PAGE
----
Xenosaga Episode I Review - The Next Level

Game Profile

System:
PlayStation 2
Release date:
February 23, 2003
Publisher:
Namco
Developer:
Monolith Software
Players:
1
Genre:
RPG
ESRB:
T

Xenosaga Episode I

A worthy prequel designed to salivate your needs.

Review by Lee Babin (Email)
September 1st 2005

Never before have I anticipated a game more so than the prequel to my favorite RPG ever, Xenogears. This, I find, is rarely a good thing as my notions of how great a game should be grow wildly out of proportion as my expectations for said game rise. It goes then without saying that Xenosaga was going to have to be the finest RPG ever made to come even remotely close to my expectations of it. Did it succeed in impressing me, as any good Xeno prequel should? Well, in some aspects...

Micro-managing your time

Xenosaga has been dubbed the 80-hour anime with a little game sprinkled on top. I don't completely agree with that statement. Yes, there are times when you will set the controller down for 20 - 30 minutes, but don't be discouraged by this, when the game resumes it is actually quite deep and very involved. There is so much micro-management involved in Xenosaga that it might come across as too daunting for any but the most hardcore of gamers.

Pretty much all aspects of your characters can be managed to some degree. You will spend a lot of time customizing your techniques, ethers (magic), skills, and equipment. All of these aspects are done fairly intuitively, using respective points systems to upgrade and add new abilities to your characters. Overall, I found the customization system to be very nice and deep, allowing for a huge amount of strategy when it came time to take on the challenging bosses.

Did I say challenging? I meant quite nearly impossible in some cases. Yes, every boss can be defeated with the right strategy, but sometimes finding the right strategy can be painfully difficult. It goes without saying that you will probably see the game over scene a few times before you finally manage to overcome a few of the tougher bosses. Quite frankly I find this a nice refreshing change to a lot of RPGs these days that hold your hand as your progress. You will truly feel as if you have earned every victory you pull out in Xenosaga.

Other than the near limitless amount of customization available within Xenosaga, you will find that the rest of the gameplay is pretty standard RPG fare, but with a few twists. The battle system is turn based but allows for 'boosting' which basically gives you a free turn directly after any other character/monster's turn. This allows for some nice strategy as you save up boost for a last minute boss kill, or a healing spell save. As in Xenogears, you have the option to fight in A.G.W.S, which are basically Xenosaga's version of Gears (big butt-kicking robots). The one complaint here is that A.G.W.S are not really all that necessary within the game, and they don't come into play barely at all story wise. I found this a little disappointing.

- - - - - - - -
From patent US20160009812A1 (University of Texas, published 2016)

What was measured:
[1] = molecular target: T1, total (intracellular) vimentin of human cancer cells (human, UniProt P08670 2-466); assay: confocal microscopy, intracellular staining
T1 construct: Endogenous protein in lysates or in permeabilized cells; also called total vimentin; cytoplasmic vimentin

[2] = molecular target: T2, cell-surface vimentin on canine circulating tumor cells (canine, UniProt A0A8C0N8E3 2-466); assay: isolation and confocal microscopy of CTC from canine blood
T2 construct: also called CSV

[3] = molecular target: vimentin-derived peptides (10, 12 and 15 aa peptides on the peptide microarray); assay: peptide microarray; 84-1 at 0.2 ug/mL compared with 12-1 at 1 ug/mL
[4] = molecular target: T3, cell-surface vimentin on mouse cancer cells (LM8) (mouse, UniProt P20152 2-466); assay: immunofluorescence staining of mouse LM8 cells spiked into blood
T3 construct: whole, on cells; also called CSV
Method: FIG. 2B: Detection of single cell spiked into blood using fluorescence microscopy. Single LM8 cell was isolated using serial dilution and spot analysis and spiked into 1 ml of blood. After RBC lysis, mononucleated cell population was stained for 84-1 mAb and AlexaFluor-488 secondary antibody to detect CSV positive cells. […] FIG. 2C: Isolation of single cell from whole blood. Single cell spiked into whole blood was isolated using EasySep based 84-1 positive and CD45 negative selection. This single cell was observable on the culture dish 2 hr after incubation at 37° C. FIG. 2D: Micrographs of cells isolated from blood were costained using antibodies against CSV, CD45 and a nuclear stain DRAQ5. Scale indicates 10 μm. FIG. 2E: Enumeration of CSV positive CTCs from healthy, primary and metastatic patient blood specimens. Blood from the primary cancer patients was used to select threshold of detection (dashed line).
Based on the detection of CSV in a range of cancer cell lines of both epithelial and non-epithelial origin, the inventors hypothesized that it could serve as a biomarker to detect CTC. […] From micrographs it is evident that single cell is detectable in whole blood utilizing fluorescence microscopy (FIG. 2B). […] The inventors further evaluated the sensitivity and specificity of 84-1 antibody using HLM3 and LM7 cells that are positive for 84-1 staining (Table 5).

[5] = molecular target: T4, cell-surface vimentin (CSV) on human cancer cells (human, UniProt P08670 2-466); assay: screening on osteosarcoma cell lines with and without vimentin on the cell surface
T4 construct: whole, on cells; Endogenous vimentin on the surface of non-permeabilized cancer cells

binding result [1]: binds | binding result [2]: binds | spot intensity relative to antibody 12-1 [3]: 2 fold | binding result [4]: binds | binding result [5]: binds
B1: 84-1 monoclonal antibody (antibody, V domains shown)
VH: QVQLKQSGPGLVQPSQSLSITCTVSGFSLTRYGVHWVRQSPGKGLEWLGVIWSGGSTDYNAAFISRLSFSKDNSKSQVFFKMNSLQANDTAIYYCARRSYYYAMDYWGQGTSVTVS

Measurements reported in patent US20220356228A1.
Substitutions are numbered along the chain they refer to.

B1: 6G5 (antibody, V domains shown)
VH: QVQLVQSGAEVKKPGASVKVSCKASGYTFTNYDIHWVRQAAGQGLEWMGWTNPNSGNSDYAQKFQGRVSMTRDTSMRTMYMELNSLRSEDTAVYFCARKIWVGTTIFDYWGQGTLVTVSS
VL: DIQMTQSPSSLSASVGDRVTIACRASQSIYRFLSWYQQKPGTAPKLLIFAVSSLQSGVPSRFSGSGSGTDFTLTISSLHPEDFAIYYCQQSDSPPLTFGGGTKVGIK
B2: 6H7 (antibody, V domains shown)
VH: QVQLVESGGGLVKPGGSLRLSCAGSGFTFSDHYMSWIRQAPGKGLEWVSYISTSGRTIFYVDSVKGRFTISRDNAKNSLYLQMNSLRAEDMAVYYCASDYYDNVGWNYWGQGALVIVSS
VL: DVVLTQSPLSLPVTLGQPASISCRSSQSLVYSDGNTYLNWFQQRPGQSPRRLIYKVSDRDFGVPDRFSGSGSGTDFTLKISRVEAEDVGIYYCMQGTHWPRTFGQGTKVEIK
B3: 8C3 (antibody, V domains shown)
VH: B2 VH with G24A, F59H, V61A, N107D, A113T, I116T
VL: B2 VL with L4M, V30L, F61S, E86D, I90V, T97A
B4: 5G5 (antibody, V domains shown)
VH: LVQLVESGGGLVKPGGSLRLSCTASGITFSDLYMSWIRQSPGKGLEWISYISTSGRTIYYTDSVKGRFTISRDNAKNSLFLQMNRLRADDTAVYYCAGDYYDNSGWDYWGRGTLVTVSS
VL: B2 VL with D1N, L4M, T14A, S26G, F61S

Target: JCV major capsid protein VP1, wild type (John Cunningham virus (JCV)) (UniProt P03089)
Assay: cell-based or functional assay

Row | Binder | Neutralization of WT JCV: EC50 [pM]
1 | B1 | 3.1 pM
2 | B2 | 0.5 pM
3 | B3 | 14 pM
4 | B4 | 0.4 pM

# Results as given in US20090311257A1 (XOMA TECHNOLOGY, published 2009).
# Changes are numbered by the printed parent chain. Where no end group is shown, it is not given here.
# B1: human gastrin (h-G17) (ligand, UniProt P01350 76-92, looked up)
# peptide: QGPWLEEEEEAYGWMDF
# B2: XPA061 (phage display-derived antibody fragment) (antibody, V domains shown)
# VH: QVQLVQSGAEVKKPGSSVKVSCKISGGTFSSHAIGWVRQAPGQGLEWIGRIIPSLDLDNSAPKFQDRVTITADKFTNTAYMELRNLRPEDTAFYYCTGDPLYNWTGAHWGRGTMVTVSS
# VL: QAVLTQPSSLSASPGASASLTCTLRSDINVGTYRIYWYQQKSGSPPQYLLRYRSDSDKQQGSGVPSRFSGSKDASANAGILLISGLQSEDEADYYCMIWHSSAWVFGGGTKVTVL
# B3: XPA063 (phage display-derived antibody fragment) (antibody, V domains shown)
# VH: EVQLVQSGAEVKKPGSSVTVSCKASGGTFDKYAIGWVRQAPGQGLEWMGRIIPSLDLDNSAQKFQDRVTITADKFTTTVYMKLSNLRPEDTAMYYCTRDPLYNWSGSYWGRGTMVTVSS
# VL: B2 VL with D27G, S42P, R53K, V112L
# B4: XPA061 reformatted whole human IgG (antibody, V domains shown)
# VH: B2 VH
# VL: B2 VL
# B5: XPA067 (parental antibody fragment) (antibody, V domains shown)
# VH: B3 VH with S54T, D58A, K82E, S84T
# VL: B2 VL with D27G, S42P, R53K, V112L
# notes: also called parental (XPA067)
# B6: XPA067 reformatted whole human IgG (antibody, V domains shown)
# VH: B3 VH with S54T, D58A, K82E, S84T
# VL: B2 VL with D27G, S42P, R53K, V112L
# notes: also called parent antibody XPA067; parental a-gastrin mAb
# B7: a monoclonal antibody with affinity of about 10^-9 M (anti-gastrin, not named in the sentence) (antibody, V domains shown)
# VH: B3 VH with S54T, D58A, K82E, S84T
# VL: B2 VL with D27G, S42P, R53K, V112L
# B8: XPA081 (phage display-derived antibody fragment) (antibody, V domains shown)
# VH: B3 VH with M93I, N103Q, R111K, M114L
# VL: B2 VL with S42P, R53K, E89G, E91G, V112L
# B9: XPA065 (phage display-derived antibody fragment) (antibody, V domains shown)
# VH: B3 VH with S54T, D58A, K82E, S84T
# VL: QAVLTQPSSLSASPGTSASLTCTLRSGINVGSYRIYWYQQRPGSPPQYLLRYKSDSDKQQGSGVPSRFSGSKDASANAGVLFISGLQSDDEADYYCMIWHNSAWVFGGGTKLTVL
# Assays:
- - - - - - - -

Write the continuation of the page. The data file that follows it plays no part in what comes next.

Enemies are visible on the dungeon maps and you can avoid them if you so choose. There are also traps you can shoot out to put a damper on the enemy's effects and can be used to good advantage. In fact, a lot of objects turn out to be destructible. There are not all that many treasure chests littered throughout the levels. Instead, you find objects that can be destroyed, and loot through them for the next bit of treasure or the next weapon/armor set.

Xenosaga also sports a near limitless amount of mini-games. So much so that you could easily spend a good 10-20 hours simply playing poker and battling in A.G.W.S. As you can imagine, this aspect alone could greatly skew people's finishing times based on how long they spent playing all of these great extras. Personally, I never touched the A.G.W.S battle mini-game or Xenocard (an incredibly in-depth and well thought out card game), but found the casino to be a fair bit of fun and a great place to earn money. The drilling game is interesting, but I found it to be a tad mundane and repetitive, thereby leading to boredom.

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